Anti badger cull protesters are saying they expect to receive confirmation of the cull beginning in Gloucestershire tomorrow.
Police have arrested two teenagers in Gloucester on suspicion of stealing a swan after videos of the alleged theft appeared on social networking websites.
Police began investigating after a local newspaper, the Gloucester Citizen, uncovered videos which appeared to show a "swan being dragged out of a lake by its neck".
Other videos seemed to depict a "duck being left to writhe around in a sports bag", the newspaper reports.
Two 16-year-old boys suspected of committing offences under the Wildlife Act have been bailed to attend a police station at a later date.
Police also said that mobile phones and computers were seized as part of the investigation.
An eyewitness has described the scene as a plane crashed into a garden in Cheltenham earlier today.
Jeannie Bowers, 46, was standing in her partner's garden when she saw the incident unfold:
I was just making a coffee and I heard a plane in trouble. I looked up and there was a big pop and banging sound and then a whoosh of air.
The parachute went up and the plane slowly came down towards the ground gently turning and hanging from this parachute just towards me.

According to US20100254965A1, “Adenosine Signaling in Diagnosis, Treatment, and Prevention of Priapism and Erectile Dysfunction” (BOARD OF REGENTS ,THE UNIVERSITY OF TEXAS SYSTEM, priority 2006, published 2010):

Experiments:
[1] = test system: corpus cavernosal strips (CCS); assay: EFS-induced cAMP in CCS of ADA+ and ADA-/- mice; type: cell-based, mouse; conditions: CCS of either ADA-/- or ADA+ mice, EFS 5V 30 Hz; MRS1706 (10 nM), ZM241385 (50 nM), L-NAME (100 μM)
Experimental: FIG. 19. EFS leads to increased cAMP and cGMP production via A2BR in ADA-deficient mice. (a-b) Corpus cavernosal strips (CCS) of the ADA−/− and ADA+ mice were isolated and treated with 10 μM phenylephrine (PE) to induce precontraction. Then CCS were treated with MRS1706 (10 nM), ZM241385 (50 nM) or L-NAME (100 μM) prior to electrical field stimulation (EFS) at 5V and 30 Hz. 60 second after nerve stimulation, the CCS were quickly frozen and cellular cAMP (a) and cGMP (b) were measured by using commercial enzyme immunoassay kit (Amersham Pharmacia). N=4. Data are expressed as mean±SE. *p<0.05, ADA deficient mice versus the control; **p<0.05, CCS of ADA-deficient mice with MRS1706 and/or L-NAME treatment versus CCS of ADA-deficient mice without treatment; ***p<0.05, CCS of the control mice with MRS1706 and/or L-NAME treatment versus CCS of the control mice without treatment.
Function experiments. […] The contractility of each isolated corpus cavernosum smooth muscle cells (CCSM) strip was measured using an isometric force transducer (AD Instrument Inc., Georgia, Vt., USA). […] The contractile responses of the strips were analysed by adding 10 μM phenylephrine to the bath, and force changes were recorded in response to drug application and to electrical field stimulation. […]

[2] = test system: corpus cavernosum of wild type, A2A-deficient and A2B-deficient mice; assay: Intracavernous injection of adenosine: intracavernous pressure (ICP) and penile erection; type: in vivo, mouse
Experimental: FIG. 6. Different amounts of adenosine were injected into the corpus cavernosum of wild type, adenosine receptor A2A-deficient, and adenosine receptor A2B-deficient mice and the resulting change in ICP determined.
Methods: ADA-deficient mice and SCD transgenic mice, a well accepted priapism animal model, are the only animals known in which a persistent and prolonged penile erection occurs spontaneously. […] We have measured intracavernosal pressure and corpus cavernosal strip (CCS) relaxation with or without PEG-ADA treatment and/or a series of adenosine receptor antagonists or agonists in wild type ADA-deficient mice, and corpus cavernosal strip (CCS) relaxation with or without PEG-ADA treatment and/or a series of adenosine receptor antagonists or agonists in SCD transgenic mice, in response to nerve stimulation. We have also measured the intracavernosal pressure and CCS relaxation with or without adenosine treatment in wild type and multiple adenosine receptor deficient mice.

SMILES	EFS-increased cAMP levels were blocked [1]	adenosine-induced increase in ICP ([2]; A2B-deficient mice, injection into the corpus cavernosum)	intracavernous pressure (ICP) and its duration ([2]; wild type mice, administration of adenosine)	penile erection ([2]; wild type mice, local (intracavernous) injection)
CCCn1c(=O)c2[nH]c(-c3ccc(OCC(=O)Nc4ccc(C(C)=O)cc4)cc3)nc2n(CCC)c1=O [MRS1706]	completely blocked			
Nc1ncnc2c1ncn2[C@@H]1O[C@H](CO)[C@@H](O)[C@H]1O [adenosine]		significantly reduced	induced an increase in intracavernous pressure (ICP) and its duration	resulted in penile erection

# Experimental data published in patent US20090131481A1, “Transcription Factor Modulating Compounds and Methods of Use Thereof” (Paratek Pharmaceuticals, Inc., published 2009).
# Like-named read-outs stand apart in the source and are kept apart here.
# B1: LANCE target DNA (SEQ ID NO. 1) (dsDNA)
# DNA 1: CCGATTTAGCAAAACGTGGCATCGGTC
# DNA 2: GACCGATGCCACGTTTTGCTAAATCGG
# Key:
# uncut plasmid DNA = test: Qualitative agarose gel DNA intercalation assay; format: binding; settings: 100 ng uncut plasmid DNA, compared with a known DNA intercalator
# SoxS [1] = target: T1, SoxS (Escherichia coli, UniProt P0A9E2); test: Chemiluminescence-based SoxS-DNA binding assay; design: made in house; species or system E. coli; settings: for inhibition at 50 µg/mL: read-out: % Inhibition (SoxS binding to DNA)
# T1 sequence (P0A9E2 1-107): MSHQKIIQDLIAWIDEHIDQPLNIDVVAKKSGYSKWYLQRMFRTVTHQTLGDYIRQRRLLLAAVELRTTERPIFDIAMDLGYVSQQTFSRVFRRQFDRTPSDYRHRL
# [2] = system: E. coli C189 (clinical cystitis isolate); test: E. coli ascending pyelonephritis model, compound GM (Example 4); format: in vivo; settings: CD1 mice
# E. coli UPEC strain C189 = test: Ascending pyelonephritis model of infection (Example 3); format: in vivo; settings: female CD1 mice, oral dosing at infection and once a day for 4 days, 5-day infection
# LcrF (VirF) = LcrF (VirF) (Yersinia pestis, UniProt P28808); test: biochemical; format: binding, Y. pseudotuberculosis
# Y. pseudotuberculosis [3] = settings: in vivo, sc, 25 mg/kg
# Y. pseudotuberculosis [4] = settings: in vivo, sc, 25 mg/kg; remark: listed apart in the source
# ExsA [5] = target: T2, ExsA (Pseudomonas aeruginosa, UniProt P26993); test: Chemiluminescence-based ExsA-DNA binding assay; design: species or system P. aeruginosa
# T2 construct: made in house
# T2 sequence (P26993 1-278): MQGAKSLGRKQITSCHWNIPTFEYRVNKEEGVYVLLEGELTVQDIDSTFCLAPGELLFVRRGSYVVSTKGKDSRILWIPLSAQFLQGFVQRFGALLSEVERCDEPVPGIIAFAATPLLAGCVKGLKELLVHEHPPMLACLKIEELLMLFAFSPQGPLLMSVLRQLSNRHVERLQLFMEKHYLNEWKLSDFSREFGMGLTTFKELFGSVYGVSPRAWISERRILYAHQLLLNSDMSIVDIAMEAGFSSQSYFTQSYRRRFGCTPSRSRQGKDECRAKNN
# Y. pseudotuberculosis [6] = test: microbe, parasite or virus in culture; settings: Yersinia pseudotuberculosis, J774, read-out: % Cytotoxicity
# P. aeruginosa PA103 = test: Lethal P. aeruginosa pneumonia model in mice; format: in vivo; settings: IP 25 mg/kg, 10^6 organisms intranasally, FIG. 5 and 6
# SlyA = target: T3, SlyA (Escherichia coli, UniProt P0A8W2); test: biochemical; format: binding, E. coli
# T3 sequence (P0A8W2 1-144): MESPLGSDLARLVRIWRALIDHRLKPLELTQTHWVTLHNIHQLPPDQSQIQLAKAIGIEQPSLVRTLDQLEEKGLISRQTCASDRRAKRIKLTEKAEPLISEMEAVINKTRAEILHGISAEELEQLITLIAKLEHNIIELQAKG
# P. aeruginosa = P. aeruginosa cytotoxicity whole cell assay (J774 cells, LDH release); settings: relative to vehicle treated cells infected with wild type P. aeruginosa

No one was hurt and it managed to miss every single building - the shed, the summer house and greenhouse.
It's just amazing how its come down and no one was hurt. It was very, very surreal. I can still see it coming down now.
It was a very strange experience and I am just glad no one was hurt.
A dangerous and aggressive dog is being hunted by police after it attacked and killed a number of sheep.
The public is being warned about the animal - a Bernese mountain dog - which remains on the loose in Gloucestershire despite being shot and wounded by armed police.
The dog is believed to have been missing from its home for several days and has attacked and killed sheep in Cliffords Mesne, near Newent.
Police said it is thought to have become aggressive and attacked the sheep on Tuesday evening.
"Police were called to farmland and tried to approach the animal to safely remove it but the animal was aggressive and officers were unable to contain it," a Gloucestershire Constabulary spokeswoman said last night.
"Due to the potential harm to the public and other animals in the area firearms officers shot and wounded the dog.
"The officers believed the dog had been destroyed but, despite a search of the area, the animal wasn't found.
"Officers continued to look for the dog during daylight.
"A member of the public reported seeing a dog acting aggressively in the area this evening and armed officers are currently continuing their search in the area.
"Anyone who sees the animal is advised not to approach it and to call the police immediately by dialling 999."
A spokesman for Gloucestershire Police has said that a seven-year-old boy who was feared missing "was found at around 6.50am this morning".
"We believe that he was found walking back to his tent," he said.
He added that the boy was found by police officers and members of the public.
The seven-year-old boy missing from the campsite off Tinkley Lane, Nympsfield has been found safe and well.